When I first stepped out of the Bangkok international airport I already knew how I was going to get to my hotel and that was via the local taxi service. I had already consulted various forums on getting around Bangkok, along with emailing my hotel on what the best options were in getting to the hotel itself. I had toyed with all modes of transport from private transfer to catching the train.
I couldn’t find anywhere on forums that gave me enough information on how to catch a train from the airport, so I decided that my easiest option was for a taxi as I certainly didn’t want to have to worry about working out a train system after an overnight flight and being sleep deprived. Especially since I really had no clue as to how far I would have to cart my luggage from the train stop to a location I wasn’t completely familiar with. So after eventually reaching my hotel and some hindsight I was glad I took the taxi option.
Bangkok is basically your traffic nightmare, busy is an understatement and the traffic waits for no man. You can be standing on the roadside for some time if you wait for a break in the traffic to cross the road. Travelling along the highway en-route to my hotel, I soon learned how chaotic the traffic really is and getting from one street to the next is not as straightforward as it seems. There are lot’s of one way access streets and non-descript street signs to hamper your bearings. Even on foot street signs may not necessarily correspond to the map you are holding. I found that there were various street names with the same name in close proximity to each other, not good when you are suddenly lost and it is dark! Yes this happened to me on the way to find the Patpong market but that is another story in itself!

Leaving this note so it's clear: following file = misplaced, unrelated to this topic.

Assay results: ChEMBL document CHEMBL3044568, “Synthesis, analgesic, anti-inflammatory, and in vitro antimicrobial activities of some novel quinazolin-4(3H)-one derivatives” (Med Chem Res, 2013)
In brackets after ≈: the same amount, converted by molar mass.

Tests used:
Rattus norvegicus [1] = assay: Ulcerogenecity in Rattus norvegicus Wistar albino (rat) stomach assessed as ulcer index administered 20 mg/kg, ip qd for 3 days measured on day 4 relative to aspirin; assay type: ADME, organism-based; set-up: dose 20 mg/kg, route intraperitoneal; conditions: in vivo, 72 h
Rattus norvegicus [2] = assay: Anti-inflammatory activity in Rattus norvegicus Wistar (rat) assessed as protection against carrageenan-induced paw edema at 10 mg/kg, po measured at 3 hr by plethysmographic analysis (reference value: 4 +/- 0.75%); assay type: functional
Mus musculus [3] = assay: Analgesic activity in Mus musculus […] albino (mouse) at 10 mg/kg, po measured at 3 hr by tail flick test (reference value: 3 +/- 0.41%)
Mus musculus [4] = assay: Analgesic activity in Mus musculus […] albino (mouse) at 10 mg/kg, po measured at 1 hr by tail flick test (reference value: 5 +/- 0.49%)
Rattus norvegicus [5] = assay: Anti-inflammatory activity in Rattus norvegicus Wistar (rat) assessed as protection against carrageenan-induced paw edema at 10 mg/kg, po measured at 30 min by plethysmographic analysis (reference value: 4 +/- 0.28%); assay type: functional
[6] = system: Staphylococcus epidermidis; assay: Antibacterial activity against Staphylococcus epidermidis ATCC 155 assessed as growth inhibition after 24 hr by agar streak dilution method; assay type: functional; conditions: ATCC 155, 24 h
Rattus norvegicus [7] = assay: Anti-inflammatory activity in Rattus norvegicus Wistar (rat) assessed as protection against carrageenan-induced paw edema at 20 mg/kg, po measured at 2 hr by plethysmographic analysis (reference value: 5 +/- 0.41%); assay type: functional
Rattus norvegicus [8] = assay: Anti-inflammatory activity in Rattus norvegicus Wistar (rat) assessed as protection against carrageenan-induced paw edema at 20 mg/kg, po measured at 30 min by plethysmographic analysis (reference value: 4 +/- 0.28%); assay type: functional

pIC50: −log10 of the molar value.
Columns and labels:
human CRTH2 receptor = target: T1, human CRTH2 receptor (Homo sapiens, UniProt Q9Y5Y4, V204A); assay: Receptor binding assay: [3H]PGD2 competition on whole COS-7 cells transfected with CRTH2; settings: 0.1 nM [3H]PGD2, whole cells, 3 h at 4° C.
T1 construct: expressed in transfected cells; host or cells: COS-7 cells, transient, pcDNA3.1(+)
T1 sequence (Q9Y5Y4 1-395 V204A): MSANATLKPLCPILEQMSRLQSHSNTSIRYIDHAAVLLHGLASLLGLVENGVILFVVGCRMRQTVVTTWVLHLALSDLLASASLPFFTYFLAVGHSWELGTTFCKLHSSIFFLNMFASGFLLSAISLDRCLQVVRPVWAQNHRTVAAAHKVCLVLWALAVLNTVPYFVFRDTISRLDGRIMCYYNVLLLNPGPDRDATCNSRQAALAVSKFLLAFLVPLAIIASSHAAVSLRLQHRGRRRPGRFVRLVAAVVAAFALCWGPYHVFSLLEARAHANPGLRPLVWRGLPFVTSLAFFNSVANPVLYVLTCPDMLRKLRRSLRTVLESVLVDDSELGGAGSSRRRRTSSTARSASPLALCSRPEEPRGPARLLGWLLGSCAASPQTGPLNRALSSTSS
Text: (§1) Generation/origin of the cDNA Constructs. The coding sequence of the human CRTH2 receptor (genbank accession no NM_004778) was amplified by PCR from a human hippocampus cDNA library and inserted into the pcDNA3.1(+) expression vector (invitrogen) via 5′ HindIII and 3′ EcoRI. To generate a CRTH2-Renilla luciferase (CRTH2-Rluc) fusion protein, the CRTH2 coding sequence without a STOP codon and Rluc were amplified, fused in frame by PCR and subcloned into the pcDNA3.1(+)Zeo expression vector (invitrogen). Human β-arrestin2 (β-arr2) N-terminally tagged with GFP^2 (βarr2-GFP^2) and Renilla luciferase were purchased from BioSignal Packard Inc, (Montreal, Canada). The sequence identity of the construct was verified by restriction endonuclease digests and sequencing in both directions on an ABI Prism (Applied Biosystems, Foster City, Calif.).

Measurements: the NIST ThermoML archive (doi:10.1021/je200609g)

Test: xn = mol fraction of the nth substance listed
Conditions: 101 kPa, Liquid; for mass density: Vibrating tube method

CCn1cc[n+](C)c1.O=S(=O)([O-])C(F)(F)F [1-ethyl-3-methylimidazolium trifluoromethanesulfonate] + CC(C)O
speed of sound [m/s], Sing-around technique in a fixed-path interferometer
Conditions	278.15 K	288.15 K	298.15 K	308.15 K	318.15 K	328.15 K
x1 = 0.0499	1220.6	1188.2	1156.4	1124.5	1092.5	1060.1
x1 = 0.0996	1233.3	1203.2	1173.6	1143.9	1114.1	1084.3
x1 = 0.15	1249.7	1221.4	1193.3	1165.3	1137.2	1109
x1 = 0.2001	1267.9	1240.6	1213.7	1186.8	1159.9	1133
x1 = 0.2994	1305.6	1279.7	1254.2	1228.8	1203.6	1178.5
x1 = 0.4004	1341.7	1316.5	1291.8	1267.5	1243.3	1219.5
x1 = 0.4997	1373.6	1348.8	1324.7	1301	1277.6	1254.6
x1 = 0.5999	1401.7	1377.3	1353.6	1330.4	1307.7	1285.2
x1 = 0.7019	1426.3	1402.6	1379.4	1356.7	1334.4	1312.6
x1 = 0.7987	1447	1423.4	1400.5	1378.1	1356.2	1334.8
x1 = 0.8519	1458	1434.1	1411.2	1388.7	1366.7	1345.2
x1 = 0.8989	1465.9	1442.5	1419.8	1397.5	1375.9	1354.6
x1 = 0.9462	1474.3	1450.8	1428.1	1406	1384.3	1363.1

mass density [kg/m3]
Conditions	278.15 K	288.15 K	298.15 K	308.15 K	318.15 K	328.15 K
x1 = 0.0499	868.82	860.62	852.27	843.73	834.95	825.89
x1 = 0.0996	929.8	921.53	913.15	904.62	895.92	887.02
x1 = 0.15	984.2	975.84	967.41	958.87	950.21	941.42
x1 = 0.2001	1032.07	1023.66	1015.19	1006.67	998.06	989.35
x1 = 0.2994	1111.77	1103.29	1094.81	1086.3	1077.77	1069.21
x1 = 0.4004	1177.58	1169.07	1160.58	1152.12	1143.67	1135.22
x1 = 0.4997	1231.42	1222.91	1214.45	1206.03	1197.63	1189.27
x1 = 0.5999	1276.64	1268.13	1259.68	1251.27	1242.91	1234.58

So what are the best options for getting around Bangkok?
Getting to Bangkok from the airport
From the airport you will either most likely take a taxi or have your hotel meet and greet you at the airport. There is the option of the train from the airport if you are familiar with the system.
If it’s your first time in Bangkok then I suggest to take a taxi and make things a whole lot easier for yourself. Head to the public taxi rank (there are signs directing you where to go) and a taxi will be organised for you. You will be given a piece of paper with the destination and taxi details and a taxi will be allocated to you (you can’t pick and choose). Make sure you know where your hotel is located (street name) and specify a landmark it is near.
Once in the taxi you will either encounter one of two things – a metered taxi or a driver wanting to negotiate a price. I suggest that you go with the meter option and make sure that the meter reads 35 Baht before you take off. There are two tollway booths you will be required to go through and my taxi driver included these in the final price (he informed me of this upfront). It took around 40 minutes from the airport to my hotel which was near the Embassy. The total price was 400 Baht (around $14 AUS/US) and this was what my hotel had told me to expect.
The toll booths – to leave the airport the first toll booth will cost you 50 baht and the second toll booth will cost around 25 baht. If you are required to pay the toll booth direct then make sure you have 50 and 20 baht notes at the ready.
On my return journey to the airport (leaving at around 9 am) the journey cost only 225 Baht. The actual fare was 200 Baht and the other 25 Baht was for the one toll booth we passed through on the highway. The journey was a straight run right through to the airport.